Neighborhoods

A Homestead Headlines Article by Chuck Oldenburg

August, 2003

Ask Homestead residents where they live and they respond with the name of a street. Most residents do not know the original name of their neighborhood. Development often involved purchase of land from the Tamalpais Land & Water Co. followed by subdivision into lots and streets. A map, signed, sealed, notarized and recorded, named the development. Previous history articles described six developments. There are many more:

1. In 1910, Carrie E. Bridge bought about 30 acres bounded by Sequoia Valley Road, Ridgewood (still a paper street) and Homestead Blvd. (now Amaranth Blvd.) The subdivsion of 112 lots was called Castle Park. The name comes from a 40-foot high vertical greenstone outcrop called Castle Rock which used to be visible from much of Homestead Valley.

2. In 1910, Ranch 5, west of Sequoia Valley Road (then not part of Homestead Valley) was subdivided as Marin View Acres. An advertisement stated, “45 minutes walk from Mill Valley station. 45 minutes ride from the city; round trip tickets 10 cents. You can reside on a Suburban Home Farm and go to your business each day in the city. Soil: Deep and rich, of such fertile quality will grow anything, combination of soil and climate make it ideal for fruit, vegetables, berries and chickens. Large Profits in Eucalyptus Trees: We will plant Eucalyptus trees for our buyers and guarantee them to grow for $30 per thousand or we will sell the trees for $10 per thousand and you can plant them yourself.” By the 1950’s, part of Marin View Acres had become the Flying Y Ranch (horses). During the last 20 years, it and other lots have been annexed to Homestead Valley. Homes in the Walsh Estates subdivision and others on Sequoia Valley Road required sewer attachments.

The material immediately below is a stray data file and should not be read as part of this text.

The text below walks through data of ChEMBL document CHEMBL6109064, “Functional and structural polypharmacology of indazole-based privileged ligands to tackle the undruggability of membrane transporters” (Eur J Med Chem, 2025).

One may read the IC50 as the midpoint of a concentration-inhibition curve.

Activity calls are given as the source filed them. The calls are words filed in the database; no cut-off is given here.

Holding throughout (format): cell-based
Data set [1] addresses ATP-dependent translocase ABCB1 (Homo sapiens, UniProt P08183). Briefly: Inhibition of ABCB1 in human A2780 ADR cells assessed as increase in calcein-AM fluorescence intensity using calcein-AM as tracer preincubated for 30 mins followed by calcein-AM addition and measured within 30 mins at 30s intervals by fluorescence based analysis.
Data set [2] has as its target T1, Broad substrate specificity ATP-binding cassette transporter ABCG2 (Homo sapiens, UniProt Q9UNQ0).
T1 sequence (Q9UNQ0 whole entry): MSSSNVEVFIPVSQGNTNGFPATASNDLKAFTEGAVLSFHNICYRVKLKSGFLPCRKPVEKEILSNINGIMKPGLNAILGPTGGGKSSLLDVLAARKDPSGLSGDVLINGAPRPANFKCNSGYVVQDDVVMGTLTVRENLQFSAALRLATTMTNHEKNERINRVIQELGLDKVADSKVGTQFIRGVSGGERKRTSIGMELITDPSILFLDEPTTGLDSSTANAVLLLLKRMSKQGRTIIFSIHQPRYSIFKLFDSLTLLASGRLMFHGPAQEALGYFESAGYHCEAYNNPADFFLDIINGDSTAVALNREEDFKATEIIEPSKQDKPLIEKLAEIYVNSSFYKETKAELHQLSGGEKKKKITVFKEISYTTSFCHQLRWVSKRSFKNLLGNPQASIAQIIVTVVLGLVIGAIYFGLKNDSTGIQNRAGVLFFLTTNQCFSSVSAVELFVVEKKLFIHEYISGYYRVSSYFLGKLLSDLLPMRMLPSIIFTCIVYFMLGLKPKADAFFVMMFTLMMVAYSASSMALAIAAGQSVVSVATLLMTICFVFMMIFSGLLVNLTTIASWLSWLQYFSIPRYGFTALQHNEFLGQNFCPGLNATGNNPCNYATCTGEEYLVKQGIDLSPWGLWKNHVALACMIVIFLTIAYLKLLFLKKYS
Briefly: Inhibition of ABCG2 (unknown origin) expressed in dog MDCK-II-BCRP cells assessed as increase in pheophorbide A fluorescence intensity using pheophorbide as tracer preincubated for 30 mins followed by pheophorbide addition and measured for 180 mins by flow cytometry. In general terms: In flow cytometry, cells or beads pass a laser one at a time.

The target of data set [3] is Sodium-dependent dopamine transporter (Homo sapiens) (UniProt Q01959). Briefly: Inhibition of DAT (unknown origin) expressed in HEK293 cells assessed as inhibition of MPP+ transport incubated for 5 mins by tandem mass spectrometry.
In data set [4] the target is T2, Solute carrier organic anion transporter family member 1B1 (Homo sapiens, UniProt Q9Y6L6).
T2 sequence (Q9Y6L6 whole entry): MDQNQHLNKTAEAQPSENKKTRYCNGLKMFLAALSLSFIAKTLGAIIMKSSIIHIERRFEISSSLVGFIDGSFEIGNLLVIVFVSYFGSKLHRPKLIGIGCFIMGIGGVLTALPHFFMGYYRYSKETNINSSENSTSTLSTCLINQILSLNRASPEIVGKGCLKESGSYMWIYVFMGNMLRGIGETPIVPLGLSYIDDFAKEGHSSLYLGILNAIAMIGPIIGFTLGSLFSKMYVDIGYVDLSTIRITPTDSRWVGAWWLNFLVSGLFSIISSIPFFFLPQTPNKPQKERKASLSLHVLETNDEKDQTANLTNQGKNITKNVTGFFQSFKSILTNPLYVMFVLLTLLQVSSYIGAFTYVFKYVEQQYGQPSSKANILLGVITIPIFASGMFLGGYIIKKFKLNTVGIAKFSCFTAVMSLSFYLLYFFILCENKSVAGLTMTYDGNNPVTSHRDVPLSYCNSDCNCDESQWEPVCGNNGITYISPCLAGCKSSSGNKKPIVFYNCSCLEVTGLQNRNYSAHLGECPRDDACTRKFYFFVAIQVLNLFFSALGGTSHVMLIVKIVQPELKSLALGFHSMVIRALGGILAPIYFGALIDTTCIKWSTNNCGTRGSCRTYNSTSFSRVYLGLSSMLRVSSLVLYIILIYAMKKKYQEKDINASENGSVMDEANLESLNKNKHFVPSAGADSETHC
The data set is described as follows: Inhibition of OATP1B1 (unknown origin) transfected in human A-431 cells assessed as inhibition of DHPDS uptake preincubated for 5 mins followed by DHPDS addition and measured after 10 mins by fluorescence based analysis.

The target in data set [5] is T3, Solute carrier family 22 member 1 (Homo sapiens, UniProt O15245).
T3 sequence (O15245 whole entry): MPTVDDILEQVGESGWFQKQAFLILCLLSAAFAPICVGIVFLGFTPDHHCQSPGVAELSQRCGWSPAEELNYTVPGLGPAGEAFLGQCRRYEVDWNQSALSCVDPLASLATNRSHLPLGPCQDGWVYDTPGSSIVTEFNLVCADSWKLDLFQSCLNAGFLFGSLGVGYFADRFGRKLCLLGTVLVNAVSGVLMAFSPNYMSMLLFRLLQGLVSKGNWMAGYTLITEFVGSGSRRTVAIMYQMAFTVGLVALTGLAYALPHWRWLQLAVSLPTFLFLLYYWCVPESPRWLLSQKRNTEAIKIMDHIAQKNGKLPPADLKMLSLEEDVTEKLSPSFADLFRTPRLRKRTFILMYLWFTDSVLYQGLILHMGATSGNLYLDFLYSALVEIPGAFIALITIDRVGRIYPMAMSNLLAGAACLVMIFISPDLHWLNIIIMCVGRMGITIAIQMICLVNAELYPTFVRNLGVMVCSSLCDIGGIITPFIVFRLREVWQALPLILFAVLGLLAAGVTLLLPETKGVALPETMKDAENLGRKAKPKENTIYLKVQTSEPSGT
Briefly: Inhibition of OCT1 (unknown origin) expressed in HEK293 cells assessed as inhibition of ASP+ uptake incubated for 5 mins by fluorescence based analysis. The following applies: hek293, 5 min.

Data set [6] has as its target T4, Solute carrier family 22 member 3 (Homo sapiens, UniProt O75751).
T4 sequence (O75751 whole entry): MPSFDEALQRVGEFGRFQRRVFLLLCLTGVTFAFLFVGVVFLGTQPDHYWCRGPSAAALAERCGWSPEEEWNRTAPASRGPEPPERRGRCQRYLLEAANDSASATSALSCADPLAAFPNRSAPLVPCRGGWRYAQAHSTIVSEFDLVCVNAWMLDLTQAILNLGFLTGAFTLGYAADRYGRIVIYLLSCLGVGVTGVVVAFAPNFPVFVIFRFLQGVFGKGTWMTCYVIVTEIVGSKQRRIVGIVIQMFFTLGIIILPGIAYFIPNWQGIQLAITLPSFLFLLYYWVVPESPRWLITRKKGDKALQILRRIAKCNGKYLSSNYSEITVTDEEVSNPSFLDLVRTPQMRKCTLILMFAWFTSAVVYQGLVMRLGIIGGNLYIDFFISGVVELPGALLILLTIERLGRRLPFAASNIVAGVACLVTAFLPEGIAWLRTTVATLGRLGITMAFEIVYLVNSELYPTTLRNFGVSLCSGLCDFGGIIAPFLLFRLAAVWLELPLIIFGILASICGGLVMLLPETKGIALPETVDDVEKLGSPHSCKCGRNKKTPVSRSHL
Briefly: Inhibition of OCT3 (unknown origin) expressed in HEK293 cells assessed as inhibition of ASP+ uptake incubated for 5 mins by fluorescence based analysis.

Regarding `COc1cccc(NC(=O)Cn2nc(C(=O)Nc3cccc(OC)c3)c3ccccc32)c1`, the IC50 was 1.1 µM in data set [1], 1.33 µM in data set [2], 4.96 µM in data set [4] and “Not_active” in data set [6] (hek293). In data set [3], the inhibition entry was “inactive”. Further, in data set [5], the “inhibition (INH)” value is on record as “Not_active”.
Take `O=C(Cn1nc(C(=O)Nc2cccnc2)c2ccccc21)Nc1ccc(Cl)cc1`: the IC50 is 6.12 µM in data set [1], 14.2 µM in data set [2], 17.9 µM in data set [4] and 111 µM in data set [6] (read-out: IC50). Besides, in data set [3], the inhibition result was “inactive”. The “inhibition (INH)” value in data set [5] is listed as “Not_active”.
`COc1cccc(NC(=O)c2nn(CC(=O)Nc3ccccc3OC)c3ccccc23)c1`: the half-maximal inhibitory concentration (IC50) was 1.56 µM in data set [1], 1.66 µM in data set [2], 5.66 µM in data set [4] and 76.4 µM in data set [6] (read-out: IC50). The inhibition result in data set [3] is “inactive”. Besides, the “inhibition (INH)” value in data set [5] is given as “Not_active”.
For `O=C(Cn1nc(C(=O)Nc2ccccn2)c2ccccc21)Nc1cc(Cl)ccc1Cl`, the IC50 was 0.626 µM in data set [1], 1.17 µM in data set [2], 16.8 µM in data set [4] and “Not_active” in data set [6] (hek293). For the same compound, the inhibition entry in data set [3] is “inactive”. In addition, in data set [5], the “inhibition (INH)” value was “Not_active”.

3. In 1907, Alice Scott bought 5 large lots between Evergreen and LaVerne, combined them and subdivided the property into the Scott Tract: 10 lots on the newly created Scott St., 5 lots on LaVerne and 5 lots on Evergreen.

4. Other developments are: Oak Tract, 10 lots on Oak St. (now Holly St.) and LaVerne; Bernhard Tract, west of Oak Tract; Morton Subdivision, 8 lots on Linden Lane south of Evergreen; Rivers Tract, 17 lots on LaVerne east of Reed; Ney’s Subdivision, 8 lots on Hawthorne, LaVerne and Reed; Glen Grae; Douglas Drive Gardens; Marin Terrace two and four; and Tamarin Highlands.

Can you name your neighborhood?


If you have comments or questions about this article or other topics
pertaining to the history of Homestead Valley,
please feel free to e-mail Chuck Oldenburg.